(THIS ARTICLE IS COURTESY OF THE TIMES OF ISRAEL)
The terrorist attack at a spring near Dolev on Friday, in which Rina Shnerb was killed and her father and brother were injured, was far from a bolt from the blue given the current atmosphere among Palestinians in the West Bank. And there are growing concerns that things could get far worse.
As so often in the past, the initial reaction from some in Prime Minister Benjamin Netanyahu’s government focused on the Palestinian Authority and its president, Mahmoud Abbas, blamed as the inciter of terrorism. Transportation Minister Bezalel Smotrich, for instance, called for the dismantling of the PA and Israeli annexation of the West Bank, neglecting to mention that the PA has been working in coordination with the IDF to try to thwart terror attacks.
The ferment among West Bank Palestinians, the growing calls for violence and the escalation in terrorism are being stirred from Gaza by its ruling terror group, Hamas, in its ongoing face-off with Netanyahu. What Netanyahu’s bitter critic and former defense minister Avigdor Liberman described Friday as the prime minister’s “surrender” to the terrorists — his agreement to allow Qatar to distribute funds in Gaza to needy families (and in the past to Hamas employees), the easing of certain restrictions at border crossings, the improved electricity supply — amid intermittent rocket fire from Gaza into Israel, is seen on the Palestinian side as proof of weakness. Weakness to be exploited.
Israel is understood to be capitulating to Hamas demands, more than in the past, precisely when the level of violence is rising — with the rocket attacks, attempts by armed infiltrators to breach the Gaza border fence, violent demonstrations at the border and more. The Israeli government, including Minister Smotrich of course, is seen to be following a policy of seeking to pay off Hamas in return for relative calm. This is being internalized in the West Bank too, which means not only that more terrorism seems likely, but that the West Bank is generally in greater ferment, with Fatah activists also perceiving an Israeli capitulation.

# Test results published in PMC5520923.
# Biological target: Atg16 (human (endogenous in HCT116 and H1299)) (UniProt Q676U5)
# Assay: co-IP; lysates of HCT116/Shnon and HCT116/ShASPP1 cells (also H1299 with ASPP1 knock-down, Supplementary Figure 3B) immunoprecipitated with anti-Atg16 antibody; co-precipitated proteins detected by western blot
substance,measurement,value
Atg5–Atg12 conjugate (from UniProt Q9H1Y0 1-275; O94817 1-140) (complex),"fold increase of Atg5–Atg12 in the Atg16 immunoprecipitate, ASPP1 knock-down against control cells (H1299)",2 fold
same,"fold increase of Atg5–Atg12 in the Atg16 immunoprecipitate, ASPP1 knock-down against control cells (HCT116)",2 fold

The rising tension also comes after six months during which the PA — fuming that Israel was holding back part of the tax funds it collects on behalf of Ramallah, to compensate for the PA’s payments to the families of dead terrorists and to jailed terrorists and security prisoners — refused to accept any of the tax payments at all. That meant some 160,000 employees were receiving only half their salaries. This week, the PA announced that it had accepted a partial payment, of just over half a billion dollars, after reaching an agreement with Israel on the issue, in order to avert the collapse of the PA.
The reduced salaries are only one factor behind the rising tensions in the West Bank. There is also the diplomatic crisis between the US and Israel on one side, and the Palestinians on the other. Even as Israel celebrates the pro-Israel declarations of the Trump administration and the growth of settlements, such moves prompt rising antipathy, and calls for violence, on the Palestinian side, including within Abbas’s Fatah faction. There are indications that we could be near to an eruption of terrorism and/or widespread protests akin to the start of the second intifada in 2000 or the so-called “stabbing intifada” in the fall of 2015.
Needless to say, Hamas is doing its utmost to exploit the bitterness in the West Bank. The Gaza leadership (even as it negotiates indirectly with Israel), and the leadership overseas headed by Saleh al-Arouri, are working relentlessly to orchestrate terror attacks in the West Bank. Most are being thwarted. But, as we saw on Friday, not all.